Carbon dioxide will be captured and piped to an oilfield
Here’s a head-scratcher: Over a million of tons of carbon dioxide a year will be captured from a coal plant near Houston, Texas. Then that captured carbon will be used to get more fossil fuels out of the ground, specifically from an old oilfield that’s been in use since the 1930s. Construction has begun on the Petra Nova Project, which the U.S. Department of Energy is calling “the first commercial-scale post-combustion carbon capture retrofit project in the U.S.”
The carbon capture will take place at the NRG W.A. Parish coal plant in Fort Bend County, the largest coal plant in Texas. The carbon capture project has quadrupled since its conception, now aiming to capture 90 percent of the emissions from one of the generating units at the plant. That carbon dioxide will be compressed and sent via pipeline 80 miles away to the West Ranch Oil Field
Presidio Economic Development Director Brad Newton says the city could partner economically with Mexico by selling supplies for oil and gas exploration taking place across the border.
For most of its life, the small border city of Presidio, Texas has been on the edge of the electric grid.
This rugged part of West Texas has seen a major upgrade of its transmission lines over the past five years, but Presidio’s Economic Development Director Brad Newton says before that, it was pretty much the Wild West of the grid.
“We were working off the old wooden poles that were put about the same time they were filming Giant,” he says, “and electrical outages were very common in Presidio.”
As part of our look at solar power in Texas this week, we went to see how after those new lines were put in, the city turned to the sun to make what used to be regular blackouts and power surges a thing of the past. Continue Reading →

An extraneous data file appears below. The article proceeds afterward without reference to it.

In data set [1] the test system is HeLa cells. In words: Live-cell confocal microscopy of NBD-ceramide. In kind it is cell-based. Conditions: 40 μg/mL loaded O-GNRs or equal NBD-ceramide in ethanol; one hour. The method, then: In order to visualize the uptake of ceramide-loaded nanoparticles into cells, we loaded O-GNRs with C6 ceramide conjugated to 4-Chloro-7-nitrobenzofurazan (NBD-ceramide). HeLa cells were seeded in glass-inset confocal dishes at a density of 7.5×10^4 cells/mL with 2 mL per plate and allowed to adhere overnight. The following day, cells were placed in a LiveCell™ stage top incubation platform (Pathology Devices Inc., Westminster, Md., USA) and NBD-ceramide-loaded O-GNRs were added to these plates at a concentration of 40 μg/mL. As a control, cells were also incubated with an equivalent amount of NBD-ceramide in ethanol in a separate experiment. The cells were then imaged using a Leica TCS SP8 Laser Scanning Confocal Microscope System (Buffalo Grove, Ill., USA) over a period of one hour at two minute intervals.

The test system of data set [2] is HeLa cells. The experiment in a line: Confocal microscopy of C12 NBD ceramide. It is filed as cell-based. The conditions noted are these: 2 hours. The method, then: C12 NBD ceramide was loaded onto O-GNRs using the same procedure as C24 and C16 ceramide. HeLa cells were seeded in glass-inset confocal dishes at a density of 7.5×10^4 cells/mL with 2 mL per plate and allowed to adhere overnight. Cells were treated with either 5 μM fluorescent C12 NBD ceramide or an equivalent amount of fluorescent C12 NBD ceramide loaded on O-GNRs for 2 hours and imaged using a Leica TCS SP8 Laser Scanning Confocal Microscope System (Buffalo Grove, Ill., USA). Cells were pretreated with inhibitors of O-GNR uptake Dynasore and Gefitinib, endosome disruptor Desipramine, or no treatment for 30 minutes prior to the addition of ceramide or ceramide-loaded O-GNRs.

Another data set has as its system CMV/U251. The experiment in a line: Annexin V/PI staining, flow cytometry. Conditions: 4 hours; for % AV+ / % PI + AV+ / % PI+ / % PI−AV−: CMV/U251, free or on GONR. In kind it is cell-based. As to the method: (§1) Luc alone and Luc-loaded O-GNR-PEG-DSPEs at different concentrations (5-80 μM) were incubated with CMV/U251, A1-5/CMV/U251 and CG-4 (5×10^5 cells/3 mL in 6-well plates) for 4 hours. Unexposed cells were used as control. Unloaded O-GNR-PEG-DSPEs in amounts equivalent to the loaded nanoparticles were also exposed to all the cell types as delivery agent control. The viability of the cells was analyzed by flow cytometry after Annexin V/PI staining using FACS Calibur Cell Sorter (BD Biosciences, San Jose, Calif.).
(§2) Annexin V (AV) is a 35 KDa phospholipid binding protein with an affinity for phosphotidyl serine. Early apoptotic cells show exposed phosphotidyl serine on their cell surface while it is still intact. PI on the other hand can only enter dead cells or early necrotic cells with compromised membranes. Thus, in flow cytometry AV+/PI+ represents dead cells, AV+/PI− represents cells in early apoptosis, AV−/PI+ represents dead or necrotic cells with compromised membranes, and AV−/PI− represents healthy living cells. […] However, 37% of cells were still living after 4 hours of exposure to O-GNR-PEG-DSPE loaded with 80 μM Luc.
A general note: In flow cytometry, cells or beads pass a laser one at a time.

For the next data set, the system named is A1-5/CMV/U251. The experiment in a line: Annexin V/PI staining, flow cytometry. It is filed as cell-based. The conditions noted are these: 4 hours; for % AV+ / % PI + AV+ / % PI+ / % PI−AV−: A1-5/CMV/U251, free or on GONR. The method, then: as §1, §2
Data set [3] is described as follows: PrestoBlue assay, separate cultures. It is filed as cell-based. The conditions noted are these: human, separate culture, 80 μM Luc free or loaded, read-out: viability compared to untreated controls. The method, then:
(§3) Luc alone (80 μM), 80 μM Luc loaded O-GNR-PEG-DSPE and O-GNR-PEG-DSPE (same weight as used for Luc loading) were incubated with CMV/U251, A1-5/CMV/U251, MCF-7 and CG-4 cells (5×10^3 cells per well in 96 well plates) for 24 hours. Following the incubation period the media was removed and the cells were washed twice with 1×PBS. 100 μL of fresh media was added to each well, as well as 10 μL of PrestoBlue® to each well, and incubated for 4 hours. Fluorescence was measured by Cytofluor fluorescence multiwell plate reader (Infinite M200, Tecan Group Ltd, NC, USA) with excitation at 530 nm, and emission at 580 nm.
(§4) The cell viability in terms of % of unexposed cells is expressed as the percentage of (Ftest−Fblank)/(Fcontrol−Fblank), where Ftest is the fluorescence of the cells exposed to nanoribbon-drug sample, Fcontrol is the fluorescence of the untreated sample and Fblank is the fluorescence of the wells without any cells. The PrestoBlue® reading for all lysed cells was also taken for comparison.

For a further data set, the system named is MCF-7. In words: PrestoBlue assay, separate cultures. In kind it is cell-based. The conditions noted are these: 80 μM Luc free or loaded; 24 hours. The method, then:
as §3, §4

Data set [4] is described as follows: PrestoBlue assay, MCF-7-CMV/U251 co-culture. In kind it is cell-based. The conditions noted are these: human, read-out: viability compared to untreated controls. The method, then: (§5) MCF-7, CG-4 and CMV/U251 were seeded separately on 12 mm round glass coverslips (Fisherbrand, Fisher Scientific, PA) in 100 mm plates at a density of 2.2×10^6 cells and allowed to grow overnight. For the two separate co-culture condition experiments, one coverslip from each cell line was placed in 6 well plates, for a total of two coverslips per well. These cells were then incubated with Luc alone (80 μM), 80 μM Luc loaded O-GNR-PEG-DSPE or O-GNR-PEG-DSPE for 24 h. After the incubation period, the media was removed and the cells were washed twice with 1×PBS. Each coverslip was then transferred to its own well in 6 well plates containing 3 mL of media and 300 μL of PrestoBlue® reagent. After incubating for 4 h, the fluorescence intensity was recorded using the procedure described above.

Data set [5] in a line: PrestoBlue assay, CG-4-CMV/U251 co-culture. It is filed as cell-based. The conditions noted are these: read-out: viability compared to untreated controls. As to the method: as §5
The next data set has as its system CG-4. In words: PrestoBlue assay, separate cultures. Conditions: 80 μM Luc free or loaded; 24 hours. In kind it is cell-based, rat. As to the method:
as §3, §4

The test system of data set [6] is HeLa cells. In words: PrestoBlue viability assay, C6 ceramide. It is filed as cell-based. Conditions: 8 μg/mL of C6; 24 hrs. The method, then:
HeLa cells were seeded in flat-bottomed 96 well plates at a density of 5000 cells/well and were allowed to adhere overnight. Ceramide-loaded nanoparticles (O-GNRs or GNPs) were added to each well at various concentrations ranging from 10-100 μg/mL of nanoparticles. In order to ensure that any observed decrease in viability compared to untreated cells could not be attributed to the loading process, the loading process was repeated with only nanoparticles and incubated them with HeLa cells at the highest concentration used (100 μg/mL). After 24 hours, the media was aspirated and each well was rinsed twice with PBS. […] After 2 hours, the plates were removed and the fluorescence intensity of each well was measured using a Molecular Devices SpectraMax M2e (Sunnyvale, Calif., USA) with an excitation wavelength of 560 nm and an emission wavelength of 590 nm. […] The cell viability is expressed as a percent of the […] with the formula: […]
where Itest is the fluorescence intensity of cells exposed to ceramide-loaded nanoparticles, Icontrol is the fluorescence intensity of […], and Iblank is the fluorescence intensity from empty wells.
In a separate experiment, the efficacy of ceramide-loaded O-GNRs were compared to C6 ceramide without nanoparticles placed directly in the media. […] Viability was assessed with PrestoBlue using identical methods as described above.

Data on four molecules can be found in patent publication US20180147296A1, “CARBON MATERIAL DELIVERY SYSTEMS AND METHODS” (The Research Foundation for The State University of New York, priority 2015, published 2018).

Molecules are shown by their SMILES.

As the mercury rises in Texas, so does our energy use. Air conditioners will work overtime to keep your house cool. And when that happens, the Texas grid can become stretched thin. One solution is to build more power plants to meet growing demand. Another is to simply get Texans to use less energy.
“The cheapest and cleanest electricity is the electricity you don’t use,” says Kate Zerrenner, a Project Manager in the Texas office of the Environmental Defense Fund that focuses on energy efficiency and the energy-water nexus.
To see how far efficiency can go, I visited one of the newest – and smallest — power plants in Austin. Forget smokestacks and huge transmission lines: this “power plant” is actually a modest three-bedroom house in the Allandale neighborhood, right off Burnet Road. It’s classified as a “Net Zero” home, meaning it produces as much energy as it uses. Or in this case, it actually produces more energy than it needs. Continue Reading →
Houston's proposal to throw everything in one bin -- trash and recycling -- is meeting opposition from environmental groups.
The City of Houston hopes to eventually do away with curbside recycling and allow residents to throw all of their trash and recycleables into one bin. The items would then be sorted and separated at a processing facility and city leaders claim they can divert 75 percent of the waste from landfills using this method.
But a group of environmentalists have formed a coalition against the plan. Texas Campaign for the Environment Program Director Melissa Scruggs says it will be a boondoggle for the city.
“There’s no way that they’re going to be able to divert 75 percent of waste from landfills with this type of technology. Our report shows that no facility that claims to separate recycling from trash has ever exceeded 30 percent recycling,” Scruggs said.
With reports of drilling activity approaching the Big Bend region, some residents of Marfa are concerned about the city’s practice of selling its water supply in bulk, sometimes to drilling companies.